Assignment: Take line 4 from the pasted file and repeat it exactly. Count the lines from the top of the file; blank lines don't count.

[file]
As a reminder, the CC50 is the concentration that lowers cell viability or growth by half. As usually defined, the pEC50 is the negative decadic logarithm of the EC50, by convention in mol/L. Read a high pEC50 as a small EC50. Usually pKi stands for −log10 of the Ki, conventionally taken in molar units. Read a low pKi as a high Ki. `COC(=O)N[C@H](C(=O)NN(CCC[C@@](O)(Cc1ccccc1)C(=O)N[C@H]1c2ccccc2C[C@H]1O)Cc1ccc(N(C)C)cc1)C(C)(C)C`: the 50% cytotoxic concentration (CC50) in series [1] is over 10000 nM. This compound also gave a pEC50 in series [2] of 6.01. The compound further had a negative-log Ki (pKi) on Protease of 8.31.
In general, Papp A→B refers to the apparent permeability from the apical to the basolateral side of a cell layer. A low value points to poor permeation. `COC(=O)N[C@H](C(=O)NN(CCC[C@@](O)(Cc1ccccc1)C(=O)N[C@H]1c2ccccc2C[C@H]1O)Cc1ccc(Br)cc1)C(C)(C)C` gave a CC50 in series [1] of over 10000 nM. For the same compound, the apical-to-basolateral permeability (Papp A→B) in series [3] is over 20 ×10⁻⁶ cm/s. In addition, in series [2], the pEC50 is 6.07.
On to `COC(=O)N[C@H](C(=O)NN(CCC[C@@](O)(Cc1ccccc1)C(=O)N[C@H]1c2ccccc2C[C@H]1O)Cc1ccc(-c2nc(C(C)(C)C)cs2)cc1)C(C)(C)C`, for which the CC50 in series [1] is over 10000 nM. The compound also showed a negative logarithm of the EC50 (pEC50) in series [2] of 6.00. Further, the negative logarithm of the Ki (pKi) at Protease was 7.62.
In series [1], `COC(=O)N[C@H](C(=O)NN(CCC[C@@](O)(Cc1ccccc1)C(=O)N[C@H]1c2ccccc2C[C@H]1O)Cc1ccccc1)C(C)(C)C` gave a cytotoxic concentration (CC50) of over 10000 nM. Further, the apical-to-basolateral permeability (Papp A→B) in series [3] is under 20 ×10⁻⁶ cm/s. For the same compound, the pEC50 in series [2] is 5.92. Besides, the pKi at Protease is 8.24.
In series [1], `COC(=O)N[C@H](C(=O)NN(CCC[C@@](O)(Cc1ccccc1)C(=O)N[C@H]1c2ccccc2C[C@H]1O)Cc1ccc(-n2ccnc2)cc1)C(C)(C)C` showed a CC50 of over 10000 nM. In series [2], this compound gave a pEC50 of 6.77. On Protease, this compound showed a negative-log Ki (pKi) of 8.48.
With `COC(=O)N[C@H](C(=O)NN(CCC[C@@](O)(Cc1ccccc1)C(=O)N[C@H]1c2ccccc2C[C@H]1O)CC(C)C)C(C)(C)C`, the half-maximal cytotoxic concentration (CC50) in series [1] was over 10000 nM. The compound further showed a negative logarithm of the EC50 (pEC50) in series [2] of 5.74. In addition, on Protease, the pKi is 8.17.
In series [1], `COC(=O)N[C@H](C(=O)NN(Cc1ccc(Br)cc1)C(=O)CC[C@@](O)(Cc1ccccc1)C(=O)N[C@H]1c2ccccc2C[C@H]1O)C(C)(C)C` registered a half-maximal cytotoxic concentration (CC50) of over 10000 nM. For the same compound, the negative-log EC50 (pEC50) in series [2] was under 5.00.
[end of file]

In series [1], `COC(=O)N[C@H](C(=O)NN(CCC[C@@](O)(Cc1ccccc1)C(=O)N[C@H]1c2ccccc2C[C@H]1O)Cc1ccccc1)C(C)(C)C` gave a cytotoxic concentration (CC50) of over 10000 nM. Further, the apical-to-basolateral permeability (Papp A→B) in series [3] is under 20 ×10⁻⁶ cm/s. For the same compound, the pEC50 in series [2] is 5.92. Besides, the pKi at Protease is 8.24.